Companies that address their employees’ mental health turn a higher profit, a new study has found. According to Soma Analytics, FTSE 100 businesses that used the phrases ‘mental health’ or ‘wellbeing’ more than twice in their annual reports last year enjoyed up to three times more profit than those that didn’t. Companies with two or more mentions of the phrases raked in £1.4tn last year, compared with a less impressive £563bn for the firms that used the words less frequently.
When I worked at British Steel in the 1970s we had some fatalities that were too horrific to describe here. The reaction of many? “We are not making flour”. Since then the attitude to safety has improved immeasurably. So has the attitude to much industrial disease – no longer do workers work in conditions where asbestos floats about like snow.
Mental health is the new frontier for Health and Safety and those of us in business need to wake up to the fact that attention to wellbeing and mental health is being linked to profit levels.
Spotting mental ill-health among employees is a useful starting point. A recent study be the Chartered Institute of Personnel and Development found that:
- 37% of sufferers are more likely to get into conflict with colleagues
- 57% find it harder to juggle multiple tasks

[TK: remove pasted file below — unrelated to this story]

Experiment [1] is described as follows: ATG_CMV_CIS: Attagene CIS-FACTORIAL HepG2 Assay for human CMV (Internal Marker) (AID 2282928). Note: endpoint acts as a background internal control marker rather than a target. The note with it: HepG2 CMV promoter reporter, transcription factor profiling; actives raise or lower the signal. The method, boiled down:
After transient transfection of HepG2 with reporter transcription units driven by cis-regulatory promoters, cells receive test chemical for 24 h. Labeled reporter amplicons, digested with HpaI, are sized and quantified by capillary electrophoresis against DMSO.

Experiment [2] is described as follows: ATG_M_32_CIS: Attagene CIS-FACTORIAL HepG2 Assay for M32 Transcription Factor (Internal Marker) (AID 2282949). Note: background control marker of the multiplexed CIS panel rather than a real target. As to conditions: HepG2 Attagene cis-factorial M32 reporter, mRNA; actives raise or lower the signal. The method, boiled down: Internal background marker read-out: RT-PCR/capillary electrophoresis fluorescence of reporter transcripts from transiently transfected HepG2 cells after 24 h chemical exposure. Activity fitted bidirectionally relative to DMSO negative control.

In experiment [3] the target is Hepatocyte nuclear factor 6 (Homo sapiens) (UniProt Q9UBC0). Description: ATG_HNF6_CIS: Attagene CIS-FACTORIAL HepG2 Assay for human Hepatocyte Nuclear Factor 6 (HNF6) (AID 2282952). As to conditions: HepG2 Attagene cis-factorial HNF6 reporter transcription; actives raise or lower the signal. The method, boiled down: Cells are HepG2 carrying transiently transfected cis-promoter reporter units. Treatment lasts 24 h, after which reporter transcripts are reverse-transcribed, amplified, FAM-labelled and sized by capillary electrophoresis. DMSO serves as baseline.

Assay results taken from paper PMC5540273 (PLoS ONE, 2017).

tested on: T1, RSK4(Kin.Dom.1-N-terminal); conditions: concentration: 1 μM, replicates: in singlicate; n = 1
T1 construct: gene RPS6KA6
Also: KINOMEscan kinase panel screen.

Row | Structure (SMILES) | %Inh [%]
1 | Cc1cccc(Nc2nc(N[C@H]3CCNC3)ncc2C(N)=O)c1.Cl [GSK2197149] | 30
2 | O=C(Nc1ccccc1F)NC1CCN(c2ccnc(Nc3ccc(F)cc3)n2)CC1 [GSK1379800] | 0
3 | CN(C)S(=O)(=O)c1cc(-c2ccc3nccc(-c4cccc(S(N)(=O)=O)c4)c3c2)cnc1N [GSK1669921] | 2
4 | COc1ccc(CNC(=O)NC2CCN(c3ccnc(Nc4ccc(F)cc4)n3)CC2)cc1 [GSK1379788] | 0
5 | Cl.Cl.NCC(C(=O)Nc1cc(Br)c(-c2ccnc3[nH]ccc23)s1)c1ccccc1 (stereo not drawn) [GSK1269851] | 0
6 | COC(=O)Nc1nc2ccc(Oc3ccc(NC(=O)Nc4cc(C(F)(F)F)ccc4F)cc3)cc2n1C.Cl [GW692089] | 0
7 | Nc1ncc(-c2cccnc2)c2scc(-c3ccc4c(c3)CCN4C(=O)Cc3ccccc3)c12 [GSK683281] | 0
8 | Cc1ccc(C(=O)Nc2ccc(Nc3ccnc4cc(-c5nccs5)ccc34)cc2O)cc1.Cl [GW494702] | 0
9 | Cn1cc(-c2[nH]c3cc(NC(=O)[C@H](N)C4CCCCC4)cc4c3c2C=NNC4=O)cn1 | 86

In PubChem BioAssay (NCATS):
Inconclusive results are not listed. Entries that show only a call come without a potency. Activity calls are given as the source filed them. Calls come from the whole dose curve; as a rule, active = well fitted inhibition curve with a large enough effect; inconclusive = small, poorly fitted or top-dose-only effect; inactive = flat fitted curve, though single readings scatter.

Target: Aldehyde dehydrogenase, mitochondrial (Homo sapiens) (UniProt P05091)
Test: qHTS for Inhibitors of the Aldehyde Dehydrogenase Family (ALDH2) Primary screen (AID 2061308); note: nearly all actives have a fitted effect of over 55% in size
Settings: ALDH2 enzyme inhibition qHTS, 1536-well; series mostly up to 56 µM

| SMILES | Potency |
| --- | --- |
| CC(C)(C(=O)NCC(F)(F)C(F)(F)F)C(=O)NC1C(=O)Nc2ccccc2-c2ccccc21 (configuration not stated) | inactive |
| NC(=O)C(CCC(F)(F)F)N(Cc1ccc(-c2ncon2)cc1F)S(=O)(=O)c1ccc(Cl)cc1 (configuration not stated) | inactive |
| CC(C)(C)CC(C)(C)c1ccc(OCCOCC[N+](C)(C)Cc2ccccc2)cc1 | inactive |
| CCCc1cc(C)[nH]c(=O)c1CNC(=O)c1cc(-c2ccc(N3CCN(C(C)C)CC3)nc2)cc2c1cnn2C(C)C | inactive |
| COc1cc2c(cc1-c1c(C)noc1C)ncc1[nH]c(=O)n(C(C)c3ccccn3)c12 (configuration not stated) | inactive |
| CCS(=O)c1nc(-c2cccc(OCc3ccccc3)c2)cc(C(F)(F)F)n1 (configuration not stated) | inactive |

- 80% find it difficult to concentrate
- 62% take longer to do tasks
- 50% are potentially less patient with customers/clients.
There are also guidelines on the ACAS website for spotting change and it is change in a person’s behaviour that can signal depression or other mental challenges for the individual. Such as
- their mood or how they interact with colleagues
- their standard of their work or focus on tasks
- sickness absence or promptness in attending work
- a reduction in their motivation
- smoking or drinking
- energy, engagement with others or motivation for tasks in hand
Mental health is also related to the ability to cope with stress. So sufferers are more likely to experience stress and be prone to poor attendance in consequence.
ACAS provide some helpful advice on approaching those who may be suffering mental ill health here.
Malcolm Martin FCIPD
Author Human Resource Practice.